Direct Complaints vs Inter-Company Dialogue


In a recently completed case filed against Pfizer, an interesting note was made in the case report regarding the anonymity of the complainant, who was described as a consultant to a pharmaceutical company.

‘It had previously been decided, following consideration by the then Code of Practice Committee and the ABPI Board of Management, that private complaints from pharmaceutical company employees had to be accepted.  To avoid this becoming a means of circumventing the normal procedures for intercompany complaints, the employing company would be named in the report.  The complainant would be advised that this would happen and be given an opportunity to withdraw the complaint.

The principles set out above were applied to this complaint.  Consultancy status should not be used to circumvent the normal rules for inter-company complaints.’ (Case AUTH/2931/1/17)

The consultant decided to proceed with the complaint and therefore the company they were working for, Novartis, was named, making it potentially easier to identify who the complainant might have been. This could be problematic, as the same consultant also seemed to have lodged complaints against several other pharmaceutical companies at the same time, as many stemmed from the same issue of Pulse magazine. However, we cannot state this definitively.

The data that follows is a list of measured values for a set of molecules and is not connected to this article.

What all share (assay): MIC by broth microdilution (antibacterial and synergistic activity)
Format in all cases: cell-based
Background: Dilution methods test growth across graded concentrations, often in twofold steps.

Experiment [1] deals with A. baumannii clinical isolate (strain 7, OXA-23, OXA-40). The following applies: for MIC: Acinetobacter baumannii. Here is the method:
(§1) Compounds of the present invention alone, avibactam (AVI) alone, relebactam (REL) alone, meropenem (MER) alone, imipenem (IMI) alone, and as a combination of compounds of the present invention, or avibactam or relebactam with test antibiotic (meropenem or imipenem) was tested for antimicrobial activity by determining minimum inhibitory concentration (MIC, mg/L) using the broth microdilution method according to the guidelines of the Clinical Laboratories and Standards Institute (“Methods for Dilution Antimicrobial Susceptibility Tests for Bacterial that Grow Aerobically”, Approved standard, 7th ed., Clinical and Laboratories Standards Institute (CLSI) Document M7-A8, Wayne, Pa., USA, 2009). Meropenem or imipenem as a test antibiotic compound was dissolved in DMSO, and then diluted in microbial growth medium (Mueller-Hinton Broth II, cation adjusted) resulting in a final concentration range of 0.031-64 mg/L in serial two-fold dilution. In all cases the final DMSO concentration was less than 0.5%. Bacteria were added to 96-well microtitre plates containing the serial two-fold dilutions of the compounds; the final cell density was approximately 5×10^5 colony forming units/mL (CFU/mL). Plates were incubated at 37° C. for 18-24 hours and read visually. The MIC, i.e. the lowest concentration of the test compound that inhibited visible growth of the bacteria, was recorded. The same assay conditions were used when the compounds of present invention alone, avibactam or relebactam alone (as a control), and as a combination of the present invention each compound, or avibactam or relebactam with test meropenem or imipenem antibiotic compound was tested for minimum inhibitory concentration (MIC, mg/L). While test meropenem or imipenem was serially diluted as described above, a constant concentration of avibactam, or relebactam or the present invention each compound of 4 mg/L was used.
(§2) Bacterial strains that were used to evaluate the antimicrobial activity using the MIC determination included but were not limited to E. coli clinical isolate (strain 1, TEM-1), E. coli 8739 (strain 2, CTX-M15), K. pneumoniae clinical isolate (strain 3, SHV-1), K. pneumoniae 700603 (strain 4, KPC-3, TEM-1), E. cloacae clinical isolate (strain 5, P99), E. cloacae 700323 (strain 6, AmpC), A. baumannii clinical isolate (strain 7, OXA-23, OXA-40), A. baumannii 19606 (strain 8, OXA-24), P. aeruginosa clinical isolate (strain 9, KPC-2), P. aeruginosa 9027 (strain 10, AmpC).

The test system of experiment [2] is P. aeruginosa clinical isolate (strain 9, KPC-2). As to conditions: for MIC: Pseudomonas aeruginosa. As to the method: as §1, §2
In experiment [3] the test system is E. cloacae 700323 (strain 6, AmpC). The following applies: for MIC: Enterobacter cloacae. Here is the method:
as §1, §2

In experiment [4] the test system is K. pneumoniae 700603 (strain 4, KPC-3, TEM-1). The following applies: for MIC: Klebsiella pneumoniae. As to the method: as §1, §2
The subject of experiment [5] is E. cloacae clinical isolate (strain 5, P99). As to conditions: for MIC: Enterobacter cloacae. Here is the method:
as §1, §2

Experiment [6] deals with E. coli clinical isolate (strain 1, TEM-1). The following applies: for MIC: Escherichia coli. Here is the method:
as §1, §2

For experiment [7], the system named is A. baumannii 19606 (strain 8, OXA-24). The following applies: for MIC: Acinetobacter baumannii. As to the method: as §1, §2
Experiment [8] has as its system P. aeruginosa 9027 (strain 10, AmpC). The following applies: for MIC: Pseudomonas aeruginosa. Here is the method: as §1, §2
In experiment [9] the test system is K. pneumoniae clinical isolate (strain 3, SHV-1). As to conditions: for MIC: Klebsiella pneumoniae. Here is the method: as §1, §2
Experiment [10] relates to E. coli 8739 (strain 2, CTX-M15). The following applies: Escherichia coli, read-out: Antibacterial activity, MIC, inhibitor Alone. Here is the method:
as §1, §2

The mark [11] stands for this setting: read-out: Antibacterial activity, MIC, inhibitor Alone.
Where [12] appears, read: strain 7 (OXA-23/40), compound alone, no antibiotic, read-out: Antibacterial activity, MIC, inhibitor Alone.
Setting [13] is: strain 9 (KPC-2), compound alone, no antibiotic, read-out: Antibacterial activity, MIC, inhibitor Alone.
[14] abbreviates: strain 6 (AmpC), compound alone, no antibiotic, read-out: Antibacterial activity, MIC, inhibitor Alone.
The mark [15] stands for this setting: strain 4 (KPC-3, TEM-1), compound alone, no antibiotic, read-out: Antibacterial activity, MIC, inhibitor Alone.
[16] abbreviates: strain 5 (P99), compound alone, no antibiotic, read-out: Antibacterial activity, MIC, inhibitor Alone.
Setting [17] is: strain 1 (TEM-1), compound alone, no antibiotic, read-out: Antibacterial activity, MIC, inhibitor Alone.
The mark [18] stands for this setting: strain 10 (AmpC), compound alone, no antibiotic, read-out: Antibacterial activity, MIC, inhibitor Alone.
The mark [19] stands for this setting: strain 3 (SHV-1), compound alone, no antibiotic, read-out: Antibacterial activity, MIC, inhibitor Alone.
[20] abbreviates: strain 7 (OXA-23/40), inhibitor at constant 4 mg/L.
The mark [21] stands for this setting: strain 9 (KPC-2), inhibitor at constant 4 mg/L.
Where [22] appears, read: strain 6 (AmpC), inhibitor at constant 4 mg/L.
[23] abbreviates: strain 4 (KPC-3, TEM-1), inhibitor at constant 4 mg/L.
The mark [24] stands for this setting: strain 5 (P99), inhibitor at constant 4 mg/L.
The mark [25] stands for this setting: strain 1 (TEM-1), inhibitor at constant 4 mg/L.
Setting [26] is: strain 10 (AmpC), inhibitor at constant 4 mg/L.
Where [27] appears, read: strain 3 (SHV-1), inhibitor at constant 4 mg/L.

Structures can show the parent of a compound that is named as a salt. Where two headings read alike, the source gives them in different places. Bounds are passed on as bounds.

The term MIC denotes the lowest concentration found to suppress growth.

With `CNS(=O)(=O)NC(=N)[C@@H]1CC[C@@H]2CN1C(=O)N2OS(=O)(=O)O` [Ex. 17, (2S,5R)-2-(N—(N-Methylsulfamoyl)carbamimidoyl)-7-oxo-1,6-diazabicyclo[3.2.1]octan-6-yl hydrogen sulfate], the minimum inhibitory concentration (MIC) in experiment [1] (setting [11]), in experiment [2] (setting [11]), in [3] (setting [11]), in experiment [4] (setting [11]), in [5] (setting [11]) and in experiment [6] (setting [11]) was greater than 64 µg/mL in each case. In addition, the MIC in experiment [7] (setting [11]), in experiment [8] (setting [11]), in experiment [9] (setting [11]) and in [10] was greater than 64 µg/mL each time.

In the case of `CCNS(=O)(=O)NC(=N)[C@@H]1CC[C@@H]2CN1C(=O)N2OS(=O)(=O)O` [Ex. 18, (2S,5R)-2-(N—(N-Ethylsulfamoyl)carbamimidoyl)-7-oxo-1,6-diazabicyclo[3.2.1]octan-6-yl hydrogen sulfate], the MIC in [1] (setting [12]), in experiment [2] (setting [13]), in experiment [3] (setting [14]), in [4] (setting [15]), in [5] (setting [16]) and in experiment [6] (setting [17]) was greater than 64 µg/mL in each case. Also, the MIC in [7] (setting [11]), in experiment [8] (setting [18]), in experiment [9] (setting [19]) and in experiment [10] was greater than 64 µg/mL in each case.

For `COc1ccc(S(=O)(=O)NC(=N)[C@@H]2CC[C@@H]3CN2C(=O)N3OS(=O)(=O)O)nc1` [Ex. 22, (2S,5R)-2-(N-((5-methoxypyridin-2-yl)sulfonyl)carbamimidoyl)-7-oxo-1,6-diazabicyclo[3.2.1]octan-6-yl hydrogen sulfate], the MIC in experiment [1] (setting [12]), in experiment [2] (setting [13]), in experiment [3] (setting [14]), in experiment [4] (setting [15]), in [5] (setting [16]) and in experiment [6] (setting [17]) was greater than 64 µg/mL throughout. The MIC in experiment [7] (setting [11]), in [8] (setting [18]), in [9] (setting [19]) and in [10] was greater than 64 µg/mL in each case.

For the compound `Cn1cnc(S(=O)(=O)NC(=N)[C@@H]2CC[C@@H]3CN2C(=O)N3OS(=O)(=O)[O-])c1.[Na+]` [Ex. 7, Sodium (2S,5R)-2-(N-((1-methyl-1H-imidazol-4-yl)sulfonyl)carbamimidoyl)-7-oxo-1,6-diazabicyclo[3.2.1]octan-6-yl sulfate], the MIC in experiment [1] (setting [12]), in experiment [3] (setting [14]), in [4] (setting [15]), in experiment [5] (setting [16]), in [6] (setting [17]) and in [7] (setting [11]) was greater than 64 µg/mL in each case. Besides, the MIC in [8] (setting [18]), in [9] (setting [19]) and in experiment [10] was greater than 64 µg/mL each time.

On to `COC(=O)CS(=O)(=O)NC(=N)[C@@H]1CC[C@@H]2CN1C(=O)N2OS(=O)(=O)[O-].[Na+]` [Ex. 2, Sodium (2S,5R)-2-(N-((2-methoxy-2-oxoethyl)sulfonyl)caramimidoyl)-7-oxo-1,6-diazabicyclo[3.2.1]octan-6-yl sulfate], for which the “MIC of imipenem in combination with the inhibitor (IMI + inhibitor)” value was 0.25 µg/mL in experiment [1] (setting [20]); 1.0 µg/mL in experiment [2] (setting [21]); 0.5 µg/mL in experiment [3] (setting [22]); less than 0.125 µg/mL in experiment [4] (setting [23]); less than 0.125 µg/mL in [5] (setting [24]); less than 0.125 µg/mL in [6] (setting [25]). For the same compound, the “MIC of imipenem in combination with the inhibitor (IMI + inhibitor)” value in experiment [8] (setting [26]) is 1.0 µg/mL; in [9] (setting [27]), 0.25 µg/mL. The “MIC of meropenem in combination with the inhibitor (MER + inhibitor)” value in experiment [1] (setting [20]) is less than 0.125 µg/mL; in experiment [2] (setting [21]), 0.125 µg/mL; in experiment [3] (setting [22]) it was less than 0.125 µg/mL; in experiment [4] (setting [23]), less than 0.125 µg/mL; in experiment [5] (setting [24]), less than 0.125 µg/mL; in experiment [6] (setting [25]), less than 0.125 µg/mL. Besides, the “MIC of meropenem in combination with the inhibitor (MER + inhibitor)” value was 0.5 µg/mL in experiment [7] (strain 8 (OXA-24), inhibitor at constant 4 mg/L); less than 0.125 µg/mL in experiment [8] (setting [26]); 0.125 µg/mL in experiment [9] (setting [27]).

What’s interesting about this clause is that ostensibly it has been put into place by the PMCPA to avoid people circumventing the normal procedures for inter-company complaints. However, will it help to do so, or is it simply giving a green light for others to complain directly to the PMCPA without discussing issues internally within their own company? A consultant is perhaps more easily identified than one staff member among many and so, even though their company will be named, some may see this as an opportunity to make complaints directly, thereby bypassing inter-company dialogue and potentially generating more of the type of complaint that inter-company dialogue was designed to avoid.

Whatever the case may be, we’ll be watching this development with interest.

For more information about the case cited, click here.

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